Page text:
Figure 2.  Genetic organization of the DNA insert of pNAD04. Possible promoter sequences (−35 region and −10 region), a putative Shine–Dalgarno sequence (SD), the putative initiation code ATG and termination code TGA of orf2 (nhaH, accession number DQ167194) are underlined. A possible terminator following the orf2 is indicated by inverted arrows, and * represents a stop codon.

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image

Figure 3.  Alignment of the predicted amino-acid sequence of the Na+/H+ antiporter NhaH from Halobacillus dabanensis D-8 with NhaG from Bacillus subtilis and NhaP from Aphanothece halophytica, Pseudomonas aeruginosa, Synechocystis sp. and Vibrio parahaemolyticus. The amino-acid residues conserved in all sequences are highlighted in black, and conservative substitutions are shown in gray. Three conserved Asp residues are indicated by the downward arrows. The predicted 12 transmembrane domains are marked with bold lines above the alignment.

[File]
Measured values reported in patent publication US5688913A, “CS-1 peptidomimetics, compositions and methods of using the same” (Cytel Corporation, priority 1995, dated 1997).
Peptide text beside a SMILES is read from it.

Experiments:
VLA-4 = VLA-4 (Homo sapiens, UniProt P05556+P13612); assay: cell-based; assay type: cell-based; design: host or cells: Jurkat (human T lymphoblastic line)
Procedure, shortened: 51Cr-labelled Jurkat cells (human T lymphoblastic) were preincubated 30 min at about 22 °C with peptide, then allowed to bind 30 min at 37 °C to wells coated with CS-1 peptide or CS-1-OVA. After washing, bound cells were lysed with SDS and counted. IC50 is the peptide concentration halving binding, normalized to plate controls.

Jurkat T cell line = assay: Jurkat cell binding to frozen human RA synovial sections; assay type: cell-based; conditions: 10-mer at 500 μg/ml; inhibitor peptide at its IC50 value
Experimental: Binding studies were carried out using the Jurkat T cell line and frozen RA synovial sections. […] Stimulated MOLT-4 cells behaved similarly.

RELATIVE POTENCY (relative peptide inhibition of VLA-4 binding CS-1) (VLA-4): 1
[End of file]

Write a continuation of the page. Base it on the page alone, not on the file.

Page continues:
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A homology search revealed that NhaH had the highest homology (54% identity and 76% similarity) with the NhaG Na+/H+ antiporter from B. subtilis, and a little lower similarity (34–36% identity) to the NhaP or putative Na+/H+ antiporters of Vibrio vulnificus, Pseudomonas aeruginosa, Synechocystis sp. PCC 6803, Anabaena variabilis, Archaeoglobus fulgidus DSM 4304 and A. halophytica (Fig. 3). NhaH also showed significant similarity to Na+/H+ antiporters from plants such as Arabidopsis thaliana (NHX7 or SOS1, 27% identity) and Oryza sativa (SOS1 or NHA1, 26% identity). In addition, ORF1 was predicted to encode a protein of 295 amino acids showing the highest homology (74% identity) to the ferrichrome ABC transporter (ABC-binding protein) of B. subtilis: ORF3 (729 bp), ORF4 (741 bp) and ORF5 (678 bp) were predicted to encode proteins showing high homology to a transcriptional regulator (46% identity) of Chromobacterium violaceum; NADPH-flavin oxidoreductase (54% identity) of Oceanobacillus iheyensis HTE831; and a protein with unknown function (21% identity) of O. iheyensis HTE831.